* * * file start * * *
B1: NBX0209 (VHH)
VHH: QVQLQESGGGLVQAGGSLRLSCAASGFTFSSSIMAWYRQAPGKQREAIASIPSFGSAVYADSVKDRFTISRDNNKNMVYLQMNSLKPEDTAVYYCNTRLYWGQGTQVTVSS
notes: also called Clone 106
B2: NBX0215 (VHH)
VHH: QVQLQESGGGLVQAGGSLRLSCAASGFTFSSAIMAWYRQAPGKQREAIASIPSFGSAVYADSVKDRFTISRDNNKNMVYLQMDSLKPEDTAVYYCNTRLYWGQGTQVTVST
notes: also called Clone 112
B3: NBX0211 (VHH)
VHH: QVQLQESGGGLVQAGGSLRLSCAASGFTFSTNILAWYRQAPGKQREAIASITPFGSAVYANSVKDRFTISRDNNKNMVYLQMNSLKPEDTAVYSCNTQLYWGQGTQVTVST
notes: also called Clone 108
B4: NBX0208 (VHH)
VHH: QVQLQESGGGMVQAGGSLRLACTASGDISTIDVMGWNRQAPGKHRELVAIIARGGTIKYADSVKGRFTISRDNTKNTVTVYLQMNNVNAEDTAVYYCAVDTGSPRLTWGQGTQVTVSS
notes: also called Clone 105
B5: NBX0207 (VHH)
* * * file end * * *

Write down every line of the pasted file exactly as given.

B1: NBX0209 (VHH)
VHH: QVQLQESGGGLVQAGGSLRLSCAASGFTFSSSIMAWYRQAPGKQREAIASIPSFGSAVYADSVKDRFTISRDNNKNMVYLQMNSLKPEDTAVYYCNTRLYWGQGTQVTVSS
notes: also called Clone 106
B2: NBX0215 (VHH)
VHH: QVQLQESGGGLVQAGGSLRLSCAASGFTFSSAIMAWYRQAPGKQREAIASIPSFGSAVYADSVKDRFTISRDNNKNMVYLQMDSLKPEDTAVYYCNTRLYWGQGTQVTVST
notes: also called Clone 112
B3: NBX0211 (VHH)
VHH: QVQLQESGGGLVQAGGSLRLSCAASGFTFSTNILAWYRQAPGKQREAIASITPFGSAVYANSVKDRFTISRDNNKNMVYLQMNSLKPEDTAVYSCNTQLYWGQGTQVTVST
notes: also called Clone 108
B4: NBX0208 (VHH)
VHH: QVQLQESGGGMVQAGGSLRLACTASGDISTIDVMGWNRQAPGKHRELVAIIARGGTIKYADSVKGRFTISRDNTKNTVTVYLQMNNVNAEDTAVYYCAVDTGSPRLTWGQGTQVTVSS
notes: also called Clone 105
B5: NBX0207 (VHH)